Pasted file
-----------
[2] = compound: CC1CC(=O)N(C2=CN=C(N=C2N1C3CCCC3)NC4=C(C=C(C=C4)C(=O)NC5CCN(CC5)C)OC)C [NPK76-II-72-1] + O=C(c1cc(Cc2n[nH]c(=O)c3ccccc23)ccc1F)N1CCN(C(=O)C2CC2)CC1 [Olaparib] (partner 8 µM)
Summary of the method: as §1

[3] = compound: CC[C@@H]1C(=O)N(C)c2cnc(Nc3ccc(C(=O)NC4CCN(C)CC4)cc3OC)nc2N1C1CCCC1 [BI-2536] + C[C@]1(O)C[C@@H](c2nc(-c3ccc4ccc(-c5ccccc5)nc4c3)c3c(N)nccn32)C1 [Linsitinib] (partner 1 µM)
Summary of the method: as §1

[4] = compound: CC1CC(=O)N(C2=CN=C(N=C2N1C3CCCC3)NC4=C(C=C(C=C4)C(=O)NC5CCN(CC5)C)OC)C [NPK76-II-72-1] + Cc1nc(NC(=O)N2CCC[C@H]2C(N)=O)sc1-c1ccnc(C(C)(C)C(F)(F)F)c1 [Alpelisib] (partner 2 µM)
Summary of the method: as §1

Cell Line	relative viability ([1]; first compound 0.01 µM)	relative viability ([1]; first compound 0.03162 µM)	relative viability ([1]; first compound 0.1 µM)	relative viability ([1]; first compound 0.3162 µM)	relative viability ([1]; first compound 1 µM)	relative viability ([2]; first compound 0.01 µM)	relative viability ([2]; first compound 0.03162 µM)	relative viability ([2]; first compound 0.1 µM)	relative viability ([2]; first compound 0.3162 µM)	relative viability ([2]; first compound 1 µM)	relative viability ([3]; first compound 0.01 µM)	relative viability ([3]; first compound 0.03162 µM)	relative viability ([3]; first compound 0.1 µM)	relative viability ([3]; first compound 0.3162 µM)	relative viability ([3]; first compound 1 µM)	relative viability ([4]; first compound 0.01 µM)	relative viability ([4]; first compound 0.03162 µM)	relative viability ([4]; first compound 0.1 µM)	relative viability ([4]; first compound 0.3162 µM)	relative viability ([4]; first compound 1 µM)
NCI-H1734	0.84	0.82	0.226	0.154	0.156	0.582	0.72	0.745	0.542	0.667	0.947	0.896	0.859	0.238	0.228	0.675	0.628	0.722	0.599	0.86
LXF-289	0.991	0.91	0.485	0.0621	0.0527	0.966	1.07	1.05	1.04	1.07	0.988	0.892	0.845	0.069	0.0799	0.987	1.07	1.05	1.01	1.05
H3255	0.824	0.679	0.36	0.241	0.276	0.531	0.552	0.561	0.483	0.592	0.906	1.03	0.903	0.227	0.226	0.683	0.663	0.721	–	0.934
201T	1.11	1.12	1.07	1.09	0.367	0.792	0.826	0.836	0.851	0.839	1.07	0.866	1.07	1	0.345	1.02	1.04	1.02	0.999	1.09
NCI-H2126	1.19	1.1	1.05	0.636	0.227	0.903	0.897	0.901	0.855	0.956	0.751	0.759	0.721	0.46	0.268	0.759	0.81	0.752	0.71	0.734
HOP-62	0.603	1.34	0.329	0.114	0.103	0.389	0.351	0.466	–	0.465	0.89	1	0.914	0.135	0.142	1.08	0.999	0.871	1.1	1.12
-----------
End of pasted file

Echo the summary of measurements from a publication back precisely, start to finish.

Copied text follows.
[2] = compound: CC1CC(=O)N(C2=CN=C(N=C2N1C3CCCC3)NC4=C(C=C(C=C4)C(=O)NC5CCN(CC5)C)OC)C [NPK76-II-72-1] + O=C(c1cc(Cc2n[nH]c(=O)c3ccccc23)ccc1F)N1CCN(C(=O)C2CC2)CC1 [Olaparib] (partner 8 µM)
Summary of the method: as §1

[3] = compound: CC[C@@H]1C(=O)N(C)c2cnc(Nc3ccc(C(=O)NC4CCN(C)CC4)cc3OC)nc2N1C1CCCC1 [BI-2536] + C[C@]1(O)C[C@@H](c2nc(-c3ccc4ccc(-c5ccccc5)nc4c3)c3c(N)nccn32)C1 [Linsitinib] (partner 1 µM)
Summary of the method: as §1

[4] = compound: CC1CC(=O)N(C2=CN=C(N=C2N1C3CCCC3)NC4=C(C=C(C=C4)C(=O)NC5CCN(CC5)C)OC)C [NPK76-II-72-1] + Cc1nc(NC(=O)N2CCC[C@H]2C(N)=O)sc1-c1ccnc(C(C)(C)C(F)(F)F)c1 [Alpelisib] (partner 2 µM)
Summary of the method: as §1

Cell Line	relative viability ([1]; first compound 0.01 µM)	relative viability ([1]; first compound 0.03162 µM)	relative viability ([1]; first compound 0.1 µM)	relative viability ([1]; first compound 0.3162 µM)	relative viability ([1]; first compound 1 µM)	relative viability ([2]; first compound 0.01 µM)	relative viability ([2]; first compound 0.03162 µM)	relative viability ([2]; first compound 0.1 µM)	relative viability ([2]; first compound 0.3162 µM)	relative viability ([2]; first compound 1 µM)	relative viability ([3]; first compound 0.01 µM)	relative viability ([3]; first compound 0.03162 µM)	relative viability ([3]; first compound 0.1 µM)	relative viability ([3]; first compound 0.3162 µM)	relative viability ([3]; first compound 1 µM)	relative viability ([4]; first compound 0.01 µM)	relative viability ([4]; first compound 0.03162 µM)	relative viability ([4]; first compound 0.1 µM)	relative viability ([4]; first compound 0.3162 µM)	relative viability ([4]; first compound 1 µM)
NCI-H1734	0.84	0.82	0.226	0.154	0.156	0.582	0.72	0.745	0.542	0.667	0.947	0.896	0.859	0.238	0.228	0.675	0.628	0.722	0.599	0.86
LXF-289	0.991	0.91	0.485	0.0621	0.0527	0.966	1.07	1.05	1.04	1.07	0.988	0.892	0.845	0.069	0.0799	0.987	1.07	1.05	1.01	1.05
H3255	0.824	0.679	0.36	0.241	0.276	0.531	0.552	0.561	0.483	0.592	0.906	1.03	0.903	0.227	0.226	0.683	0.663	0.721	–	0.934
201T	1.11	1.12	1.07	1.09	0.367	0.792	0.826	0.836	0.851	0.839	1.07	0.866	1.07	1	0.345	1.02	1.04	1.02	0.999	1.09
NCI-H2126	1.19	1.1	1.05	0.636	0.227	0.903	0.897	0.901	0.855	0.956	0.751	0.759	0.721	0.46	0.268	0.759	0.81	0.752	0.71	0.734
HOP-62	0.603	1.34	0.329	0.114	0.103	0.389	0.351	0.466	–	0.465	0.89	1	0.914	0.135	0.142	1.08	0.999	0.871	1.1	1.12